The Search for the First Fort Vancouver

Local archaeologist Amy Clearman will present “The Search for the First Fort Vancouver” on Saturday, June 1 at 2 p.m. at the Camas Police Station Meeting Room, 2100 3rd Avenue, Camas.  The presentation is hosted by the Camas-Washougal Historical Society.

Fort Vancouver 1833 - courtesy of Clark County Historical Museum

Fort Vancouver played a critical role in the settlement of American pioneers in the area.  In 1825, the British Hudson’s Bay Company built the first Fort Vancouver as a fur trade post on the bluff above the Columbia River. In 1829, they moved the location of the fort to the lower plain, where the reconstructed fort now stands

 “The exact site of the first (1825) fort has been lost to time and the mystery of its location has intrigued area residents and archaeologists for at least a century,” said Clearman. “The area where the first fort sat began to be developed in the late-19th century and is now an urban residential neighborhood. This means the fort’s location is on private property.”

Amy Clearman

For her Master’s thesis project, Clearman worked with neighborhood residents to archaeologically excavate for evidence of the first fort on their property.  Her talk will cover a short history of the North American fur trade in the Pacific Northwest, the role of Fort Vancouver in establishing settlement in the area, and results of the search for the first Fort Vancouver.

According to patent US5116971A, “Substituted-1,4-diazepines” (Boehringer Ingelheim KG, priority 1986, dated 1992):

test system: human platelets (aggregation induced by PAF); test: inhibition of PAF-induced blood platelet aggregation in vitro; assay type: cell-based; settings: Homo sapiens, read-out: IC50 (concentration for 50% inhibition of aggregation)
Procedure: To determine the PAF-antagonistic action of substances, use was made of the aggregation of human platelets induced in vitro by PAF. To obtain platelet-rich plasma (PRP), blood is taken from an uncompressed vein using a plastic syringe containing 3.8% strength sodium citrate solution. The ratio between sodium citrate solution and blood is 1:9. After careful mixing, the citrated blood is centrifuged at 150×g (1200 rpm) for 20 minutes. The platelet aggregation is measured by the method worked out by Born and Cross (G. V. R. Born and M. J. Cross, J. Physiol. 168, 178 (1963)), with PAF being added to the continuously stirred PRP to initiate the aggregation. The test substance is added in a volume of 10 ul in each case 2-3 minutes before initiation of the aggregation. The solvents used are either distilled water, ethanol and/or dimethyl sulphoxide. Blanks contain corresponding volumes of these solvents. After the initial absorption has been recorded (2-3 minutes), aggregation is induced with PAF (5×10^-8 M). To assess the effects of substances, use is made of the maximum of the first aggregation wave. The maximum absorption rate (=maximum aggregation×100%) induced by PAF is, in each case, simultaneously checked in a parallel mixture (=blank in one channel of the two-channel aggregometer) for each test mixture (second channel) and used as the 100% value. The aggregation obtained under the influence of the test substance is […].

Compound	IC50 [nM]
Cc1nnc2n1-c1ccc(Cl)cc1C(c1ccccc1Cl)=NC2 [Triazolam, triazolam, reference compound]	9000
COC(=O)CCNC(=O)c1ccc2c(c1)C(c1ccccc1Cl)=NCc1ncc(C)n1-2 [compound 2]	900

Clearman is a graduate student at Portland State University and Graduate Research Assistant at Fort Vancouver National Historic Site. She is studying historical archaeology with Dr. Douglas Wilson, and has focused on the early history of Fort Vancouver for her thesis work. Her experience in archaeology goes back to 2001 when she joined the Oregon Archaeological Society and participated in many volunteer archaeological projects. Since then, she has worked avocationally and professionally in archaeology, and instructed university students at the Fort Vancouver Archaeology Field School for three summers. In addition to her graduate studies, she is currently working as an intern at the Oregon State Historic Preservation Office in Salem, Oregon. Amy lives in Portland, Oregon with her husband and three daughters.

WHS operates the Two Rivers Heritage Museum at 1 Durgan Street, Washougal WA.   Regular hours are Thursday through Saturday from 11 a.m. to 3 p.m. through the end of October. Museum admission is $5 for adults, $4 for seniors, $2 for students and free for children under 5 and all Camas/ Washougal Historical Society members. Call 360-835-8742 for more information or to schedule group tours any day of the week.